Saturday, April 14, 2007

The senator and the budget

In December 2002 State Senator John DeFrancisco invited a couple of us to his Albany office to meet with officials of the State Department of Health. The subject was CGH’s application for the Physical Medicine and Rehabilitation Unit (PM and R), which had been stalled in the state’s approval process for a year or longer. The Senator thumped the desk. He looked each official in the eye. He said it was time to call the question, to get moving, to make a decision.

That meeting broke a logjam, and several months later the state officially approved the PM and R unit for CGH. In December 2003 Senator DeFrancisco helped us cut the ribbon at the PM and R opening on 4 East. I have a picture of that event in my office. He arrived here a few minutes before ribbon-cutting and asked me about CGH plans. I told him about the cardiac catheterization laboratory being developed in partnership with St. Joseph’s Hospital Health Center. In his typical way, the Senator asked several blunt questions, then said simply, “I’ll support it.”

Fast forward to the opening of the cardiac cath lab on February 14, 2006. The Senator had not only endorsed the project to the state, he had obtained $500,000 in state funds for it. A plaque outside the cath lab commemorates his assistance in securing that funding.

Two weeks ago the Legislature passed the 2007 state budget after a particularly difficult budget season.[1] As proposed by the Governor, the budget would have cost CGH some $940,000 a year. In the end, some of the proposed cuts were reversed by the Legislature. The new state budget will cost CGH about $440,000 a year. That is a significant reduction in revenue, but it is about a $500,000 improvement over the budget’s starting point.[2]

Two days after budget passage, Senator DeFrancisco called me. He said he had been able to secure in the final budget $200,000 in capital funds for CGH. “I know you can use it,” he said. Needless to say, I expressed appreciation for his assistance.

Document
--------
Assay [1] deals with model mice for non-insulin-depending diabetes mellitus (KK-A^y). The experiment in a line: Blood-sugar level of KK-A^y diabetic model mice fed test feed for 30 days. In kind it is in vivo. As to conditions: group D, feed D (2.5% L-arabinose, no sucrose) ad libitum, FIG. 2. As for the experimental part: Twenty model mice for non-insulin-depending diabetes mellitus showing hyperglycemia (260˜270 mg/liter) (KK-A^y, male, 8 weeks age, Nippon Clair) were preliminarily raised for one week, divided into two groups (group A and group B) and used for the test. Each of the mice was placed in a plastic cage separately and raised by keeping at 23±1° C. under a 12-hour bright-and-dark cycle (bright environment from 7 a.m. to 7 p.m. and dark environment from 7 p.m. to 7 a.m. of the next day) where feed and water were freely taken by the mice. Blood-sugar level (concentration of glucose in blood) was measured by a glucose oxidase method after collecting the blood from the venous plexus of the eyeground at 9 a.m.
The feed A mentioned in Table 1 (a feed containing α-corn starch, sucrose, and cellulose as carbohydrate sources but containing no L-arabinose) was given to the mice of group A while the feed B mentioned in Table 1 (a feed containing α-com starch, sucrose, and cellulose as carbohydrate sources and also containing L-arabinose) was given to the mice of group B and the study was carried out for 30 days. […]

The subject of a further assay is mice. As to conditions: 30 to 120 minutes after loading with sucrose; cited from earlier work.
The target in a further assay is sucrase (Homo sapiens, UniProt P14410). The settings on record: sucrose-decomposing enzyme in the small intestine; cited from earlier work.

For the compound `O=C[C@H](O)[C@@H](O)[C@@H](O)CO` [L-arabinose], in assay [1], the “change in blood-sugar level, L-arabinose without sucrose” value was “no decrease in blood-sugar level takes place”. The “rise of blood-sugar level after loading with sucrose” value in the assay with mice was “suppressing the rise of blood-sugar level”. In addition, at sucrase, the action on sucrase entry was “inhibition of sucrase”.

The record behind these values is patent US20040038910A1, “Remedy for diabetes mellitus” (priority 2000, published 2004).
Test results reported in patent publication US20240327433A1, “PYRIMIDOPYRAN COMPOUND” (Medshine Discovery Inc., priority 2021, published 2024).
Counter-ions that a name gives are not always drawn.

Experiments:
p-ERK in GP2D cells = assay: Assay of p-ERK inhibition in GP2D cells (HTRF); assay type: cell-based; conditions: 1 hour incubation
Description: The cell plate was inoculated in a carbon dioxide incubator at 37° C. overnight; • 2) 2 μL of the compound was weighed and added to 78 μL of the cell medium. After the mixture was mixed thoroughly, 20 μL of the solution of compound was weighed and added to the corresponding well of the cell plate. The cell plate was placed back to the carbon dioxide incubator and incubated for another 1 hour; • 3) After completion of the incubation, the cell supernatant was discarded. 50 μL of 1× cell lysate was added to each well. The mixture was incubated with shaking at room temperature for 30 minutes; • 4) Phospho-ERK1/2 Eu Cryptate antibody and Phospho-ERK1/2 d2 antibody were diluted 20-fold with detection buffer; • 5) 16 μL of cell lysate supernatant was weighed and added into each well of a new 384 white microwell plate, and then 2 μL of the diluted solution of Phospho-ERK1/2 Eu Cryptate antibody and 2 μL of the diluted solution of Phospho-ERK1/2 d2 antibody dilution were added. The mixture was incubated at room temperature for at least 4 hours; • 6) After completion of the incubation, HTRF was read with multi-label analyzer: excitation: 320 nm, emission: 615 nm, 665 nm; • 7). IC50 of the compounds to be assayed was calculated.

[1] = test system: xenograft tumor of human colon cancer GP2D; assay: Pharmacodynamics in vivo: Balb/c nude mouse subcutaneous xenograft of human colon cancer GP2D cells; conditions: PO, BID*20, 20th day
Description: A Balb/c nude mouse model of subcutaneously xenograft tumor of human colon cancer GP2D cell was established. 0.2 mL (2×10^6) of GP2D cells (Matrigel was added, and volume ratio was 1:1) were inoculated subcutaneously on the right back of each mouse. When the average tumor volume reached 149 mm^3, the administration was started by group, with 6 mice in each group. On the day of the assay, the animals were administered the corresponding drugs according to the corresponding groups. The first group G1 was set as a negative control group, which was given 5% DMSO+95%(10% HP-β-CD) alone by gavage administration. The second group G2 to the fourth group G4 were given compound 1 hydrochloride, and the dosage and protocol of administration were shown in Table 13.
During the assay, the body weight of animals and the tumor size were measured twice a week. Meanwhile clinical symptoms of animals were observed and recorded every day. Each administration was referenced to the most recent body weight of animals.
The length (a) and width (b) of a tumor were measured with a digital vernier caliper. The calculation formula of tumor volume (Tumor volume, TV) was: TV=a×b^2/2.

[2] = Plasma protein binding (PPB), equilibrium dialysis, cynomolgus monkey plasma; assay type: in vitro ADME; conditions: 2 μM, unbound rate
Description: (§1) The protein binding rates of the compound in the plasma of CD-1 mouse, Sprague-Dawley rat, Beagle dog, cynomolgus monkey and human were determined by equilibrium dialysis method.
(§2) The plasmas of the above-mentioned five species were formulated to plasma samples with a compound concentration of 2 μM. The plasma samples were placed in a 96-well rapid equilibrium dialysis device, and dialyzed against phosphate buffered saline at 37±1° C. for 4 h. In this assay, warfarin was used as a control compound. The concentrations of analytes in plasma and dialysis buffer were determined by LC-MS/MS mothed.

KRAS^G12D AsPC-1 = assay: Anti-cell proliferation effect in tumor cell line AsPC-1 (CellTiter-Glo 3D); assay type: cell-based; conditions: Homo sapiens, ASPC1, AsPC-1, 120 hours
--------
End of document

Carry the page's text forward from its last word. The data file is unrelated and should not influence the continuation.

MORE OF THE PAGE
This was a difficult budget year and, despite the relative improvement for CGH – that is, fewer budget cuts than first proposed – the budget is a problem. All hospitals should have a bottom line of two or three percent a year so they can fund the necessary upgrades in equipment and physical plant.

CGH has been fortunate to have had a positive bottom line in each of the last four years, but in every case it is less than one percent. Enough to get by. But not what we should be earning as we make the longer term investments in patient care. The new state budget does nothing to help. It merely hurts us less than it could have.

In this difficult environment, CGH has had a constant friend in Senator DeFrancisco. He is interested in what we do, he has expressed support when needed, and he has secured additional state funds when it helps.

Thank you, Senator DeFrancisco.

[1] I wrote about the “The worrisome state and federal budgets” in my family letter of March 10, 2007. For a copy, go to

[2] In the weeks since budget passage, there has been a lot of talk in government and health care circles about who won and who lost the budget battle. Health care spending was particularly contentious this year with statewide advertising by SEIU 1199 and Greater New York Hospital Association, as well as advertising by the Governor himself. According to Crain’s Health Pulse, April 12, 2007, the Governor’s campaign manager said the budget includes $1 billion in health care cuts of the $1.3 billion initially proposed, or 77%. The Governor’s office considers the budget battle “a success.”

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